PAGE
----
Prince Felix of Bourbon-Parma: Wikis


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Prince Felix of Bourbon-Parma
Prince Felix of Luxembourg
Spouse Charlotte, Grand Duchess of Luxembourg
Jean, Grand Duke of Luxembourg
Princess Elisabeth, Duchess of Hohenberg
Marie-Adélaide, Countess of Donnersmarck
Marie Gabriele, Countess of Holstein-Ledreborg
Prince Charles
Alix, Princess of Ligne
House House of Bourbon-Parma
Father Robert I, Duke of Parma
Mother Maria Antonia of Portugal
Born 28 October 1893(1893-10-28)
Schwarzau am Steinfeld
Died 8 April 1970 (aged 76)

Prince Felix of Bourbon-Parma and of Luxembourg (given names: Félix Marie Vincent; born: Schwarzau am Steinfeld, 28 September/28 October 1893 – Schloss Fischbach, 8 April 1970) was the husband of Charlotte, Grand Duchess of Luxembourg and the father of her six children, including Jean, Grand Duke of Luxembourg.


Early life

Prince Felix was one of the twenty-four children of the deposed Robert I, Duke of Parma, being the duke's sixth child and third son by his second wife, Maria Antonia of Portugal. His maternal grandparents were Miguel of Portugal and Adelaide of Löwenstein-Wertheim-Rosenberg.

He was also the younger brother (by sixteen months) of Empress Zita of Austria. Of the twelve children of Duke Robert's first marriage to Maria-Pia of the Two Sicilies, three died as infants, six were mentally retarded, and only three married. Despite loss of his throne, Duke Robert and his family enjoyed considerable wealth, traveling in a private train of more than a dozen cars among his castles at Schwarzau am Steinfeld near Vienna, Villa Pianore in northwest Italy, and the magnificent Château de Chambord in France.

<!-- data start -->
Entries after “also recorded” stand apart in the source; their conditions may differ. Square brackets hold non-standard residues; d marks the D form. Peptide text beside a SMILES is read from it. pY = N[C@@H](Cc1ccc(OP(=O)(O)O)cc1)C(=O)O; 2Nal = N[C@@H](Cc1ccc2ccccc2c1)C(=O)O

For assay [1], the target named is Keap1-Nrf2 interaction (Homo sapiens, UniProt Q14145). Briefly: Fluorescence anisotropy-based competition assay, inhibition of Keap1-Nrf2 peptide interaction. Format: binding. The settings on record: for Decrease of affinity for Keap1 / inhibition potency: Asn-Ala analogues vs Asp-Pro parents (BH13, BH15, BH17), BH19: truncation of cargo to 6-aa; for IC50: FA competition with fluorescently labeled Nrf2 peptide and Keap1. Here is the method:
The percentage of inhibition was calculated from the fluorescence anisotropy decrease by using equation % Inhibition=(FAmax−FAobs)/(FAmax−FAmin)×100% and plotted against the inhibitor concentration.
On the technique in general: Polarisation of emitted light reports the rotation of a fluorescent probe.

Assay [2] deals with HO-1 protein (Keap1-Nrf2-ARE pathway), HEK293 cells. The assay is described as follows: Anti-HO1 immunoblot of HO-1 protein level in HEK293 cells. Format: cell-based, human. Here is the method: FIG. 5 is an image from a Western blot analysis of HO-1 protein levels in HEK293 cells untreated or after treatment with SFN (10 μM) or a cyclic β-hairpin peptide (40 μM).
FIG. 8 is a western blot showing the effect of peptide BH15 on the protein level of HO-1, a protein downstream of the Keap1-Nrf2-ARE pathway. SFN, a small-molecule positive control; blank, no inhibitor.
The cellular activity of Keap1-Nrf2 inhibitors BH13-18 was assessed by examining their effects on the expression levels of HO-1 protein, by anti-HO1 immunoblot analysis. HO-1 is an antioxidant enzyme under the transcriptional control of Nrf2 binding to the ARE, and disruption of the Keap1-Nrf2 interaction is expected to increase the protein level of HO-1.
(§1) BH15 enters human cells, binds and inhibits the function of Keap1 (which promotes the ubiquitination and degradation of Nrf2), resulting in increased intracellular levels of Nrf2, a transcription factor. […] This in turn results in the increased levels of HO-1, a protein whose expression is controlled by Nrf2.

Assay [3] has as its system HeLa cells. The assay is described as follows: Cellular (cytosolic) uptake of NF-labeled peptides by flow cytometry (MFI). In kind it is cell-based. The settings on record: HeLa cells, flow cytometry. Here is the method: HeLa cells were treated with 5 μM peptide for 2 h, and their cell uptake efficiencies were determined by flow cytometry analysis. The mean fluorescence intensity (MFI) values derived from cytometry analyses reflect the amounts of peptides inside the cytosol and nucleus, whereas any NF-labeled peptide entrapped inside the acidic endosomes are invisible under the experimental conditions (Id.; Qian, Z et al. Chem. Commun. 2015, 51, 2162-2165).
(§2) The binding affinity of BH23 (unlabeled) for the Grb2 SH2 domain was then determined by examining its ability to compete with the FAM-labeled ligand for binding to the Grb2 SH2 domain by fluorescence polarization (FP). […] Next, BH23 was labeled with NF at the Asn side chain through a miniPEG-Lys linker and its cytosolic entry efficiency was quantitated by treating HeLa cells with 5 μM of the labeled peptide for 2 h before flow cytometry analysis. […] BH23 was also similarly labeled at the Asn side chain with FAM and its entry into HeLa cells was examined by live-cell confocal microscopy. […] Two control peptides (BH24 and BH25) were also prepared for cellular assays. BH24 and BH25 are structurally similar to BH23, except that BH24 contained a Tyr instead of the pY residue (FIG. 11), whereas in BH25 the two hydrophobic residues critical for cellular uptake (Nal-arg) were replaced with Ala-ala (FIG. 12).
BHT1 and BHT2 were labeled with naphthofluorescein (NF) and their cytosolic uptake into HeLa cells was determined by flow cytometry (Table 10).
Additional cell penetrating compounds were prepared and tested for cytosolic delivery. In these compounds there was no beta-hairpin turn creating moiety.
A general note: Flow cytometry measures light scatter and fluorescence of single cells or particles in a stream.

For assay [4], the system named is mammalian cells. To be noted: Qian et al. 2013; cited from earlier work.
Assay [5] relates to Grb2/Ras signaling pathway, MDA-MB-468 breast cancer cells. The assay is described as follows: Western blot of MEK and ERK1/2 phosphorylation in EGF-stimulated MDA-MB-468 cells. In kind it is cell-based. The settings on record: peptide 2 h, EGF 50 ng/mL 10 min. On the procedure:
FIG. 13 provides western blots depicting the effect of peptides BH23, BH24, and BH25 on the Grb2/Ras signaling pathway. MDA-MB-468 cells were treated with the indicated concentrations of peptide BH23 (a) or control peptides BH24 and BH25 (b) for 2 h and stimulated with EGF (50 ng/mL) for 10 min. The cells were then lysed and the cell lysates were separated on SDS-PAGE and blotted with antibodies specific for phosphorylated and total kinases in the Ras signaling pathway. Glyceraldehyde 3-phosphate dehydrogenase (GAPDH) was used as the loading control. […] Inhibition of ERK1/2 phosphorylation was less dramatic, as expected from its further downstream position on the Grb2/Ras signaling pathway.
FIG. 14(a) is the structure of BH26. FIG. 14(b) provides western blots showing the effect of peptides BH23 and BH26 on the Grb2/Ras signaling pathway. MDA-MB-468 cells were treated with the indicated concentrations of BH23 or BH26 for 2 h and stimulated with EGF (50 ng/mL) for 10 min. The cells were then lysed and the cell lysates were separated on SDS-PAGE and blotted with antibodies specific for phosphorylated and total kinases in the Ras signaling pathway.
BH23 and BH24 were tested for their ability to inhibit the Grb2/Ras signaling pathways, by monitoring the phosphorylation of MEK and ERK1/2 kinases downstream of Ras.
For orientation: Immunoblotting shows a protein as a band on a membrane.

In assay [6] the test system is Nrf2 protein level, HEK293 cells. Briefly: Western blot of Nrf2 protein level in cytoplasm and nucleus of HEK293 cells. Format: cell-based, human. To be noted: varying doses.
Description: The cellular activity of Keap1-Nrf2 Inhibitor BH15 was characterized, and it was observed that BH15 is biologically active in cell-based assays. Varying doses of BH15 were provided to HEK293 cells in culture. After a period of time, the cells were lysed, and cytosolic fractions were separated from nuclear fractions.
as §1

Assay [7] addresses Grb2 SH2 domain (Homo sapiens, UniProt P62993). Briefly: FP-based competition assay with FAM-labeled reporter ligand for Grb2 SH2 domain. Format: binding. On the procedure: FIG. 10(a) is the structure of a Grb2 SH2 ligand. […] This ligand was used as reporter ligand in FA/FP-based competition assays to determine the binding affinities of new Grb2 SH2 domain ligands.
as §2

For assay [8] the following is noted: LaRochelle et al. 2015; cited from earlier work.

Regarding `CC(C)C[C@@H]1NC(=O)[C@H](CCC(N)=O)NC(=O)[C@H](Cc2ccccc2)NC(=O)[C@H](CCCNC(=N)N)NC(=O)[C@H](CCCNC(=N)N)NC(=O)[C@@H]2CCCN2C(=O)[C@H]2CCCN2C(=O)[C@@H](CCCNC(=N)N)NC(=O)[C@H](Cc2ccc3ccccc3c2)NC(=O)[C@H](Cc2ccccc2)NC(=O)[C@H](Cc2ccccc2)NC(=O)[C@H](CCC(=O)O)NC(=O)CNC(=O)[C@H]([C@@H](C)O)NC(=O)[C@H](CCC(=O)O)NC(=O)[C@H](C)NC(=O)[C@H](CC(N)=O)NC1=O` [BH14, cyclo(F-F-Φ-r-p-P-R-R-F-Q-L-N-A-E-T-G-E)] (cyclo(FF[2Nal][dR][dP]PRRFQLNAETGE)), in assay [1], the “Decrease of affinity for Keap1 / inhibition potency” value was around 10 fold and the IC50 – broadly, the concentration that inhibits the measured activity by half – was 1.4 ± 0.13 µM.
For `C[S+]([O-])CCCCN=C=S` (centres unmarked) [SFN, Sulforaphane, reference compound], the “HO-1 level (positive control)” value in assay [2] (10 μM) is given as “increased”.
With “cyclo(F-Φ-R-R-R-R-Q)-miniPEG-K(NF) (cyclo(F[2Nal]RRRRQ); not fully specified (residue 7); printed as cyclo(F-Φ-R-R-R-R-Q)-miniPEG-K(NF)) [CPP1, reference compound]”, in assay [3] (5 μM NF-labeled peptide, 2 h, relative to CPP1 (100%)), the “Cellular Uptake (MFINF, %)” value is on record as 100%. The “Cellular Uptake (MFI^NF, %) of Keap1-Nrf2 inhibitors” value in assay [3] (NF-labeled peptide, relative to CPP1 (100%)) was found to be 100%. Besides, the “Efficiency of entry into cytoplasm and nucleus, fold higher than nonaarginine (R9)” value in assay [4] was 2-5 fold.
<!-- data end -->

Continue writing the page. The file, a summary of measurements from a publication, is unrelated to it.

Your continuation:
Styles of
Prince Félix of Luxembourg
Reference style His Royal Highness
Spoken style Your Royal Highness
Alternative style Sir

Less than four months after Robert's death in 1907 the Grand Marshal of the Austrian Court declared six of the children of his first marriage legally incompetent, at the behest of Duchess Maria Antonia. Nonetheless, Robert's primary heir was Elias, Duke of Parma, (1880-1959), the youngest son of the first marriage and the only one to father children of his own. Duke Elias also became the legal guardian of his six elder siblings. Although Prince Felix's elder brothers, Prince Sixte and Prince Xavier, eventually sued their half-brother Duke Elias to obtain a greater share of the ducal fortune, they lost in the French courts, leaving Prince Felix with modest prospects.

Marriage to Grand Duchess Charlotte

On 6 November 1919 in Luxembourg, the prince married Grand Duchess Charlotte of Luxembourg, having become also Prince of Luxembourg by Grand Ducal decree the day before. Unlike some European consorts, Felix neither adopted his wife's dynastic surname (of Nassau), nor relinquished his own title and name "Prince of Bourbon-Parma". His traditional style as a Bourbon prince of the Parmesan branch is the reason that cadet members of the Grand Ducal Family of Luxembourg enjoy the style of Royal Highness (but that style belongs to the Luxembourg monarch and heir apparent by right, as the historical prerogative of grand ducal dynasties).

Felix served in the Austrian Dragoons as lieutenant and captain, but resigned his commission in November 1918. He was President of the Luxembourg Red Cross between 1923 and 1932 and again between 1947 and 1969. He was also Colonel of the Luxembourg Volunteers Company since 1920 and Inspector-General of the Luxembourg Army between 1945 and 1967.

Urban legend has it that Felix lost the Grünewald, a forest owned by the Grand Duchess, at a casino in 1934, but this is false; part of the property was sold, along with Berg Castle, to the Luxembourgian government, with the revenue paying for the upkeep of the grand-ducal household, and was not spent on personal consumption, let alone gambling losses.[1]

Marriage and children

On 6 November 1919 in Luxembourg, he married Charlotte, Grand Duchess of Luxembourg, and they had six children:


Footnotes and references

External links



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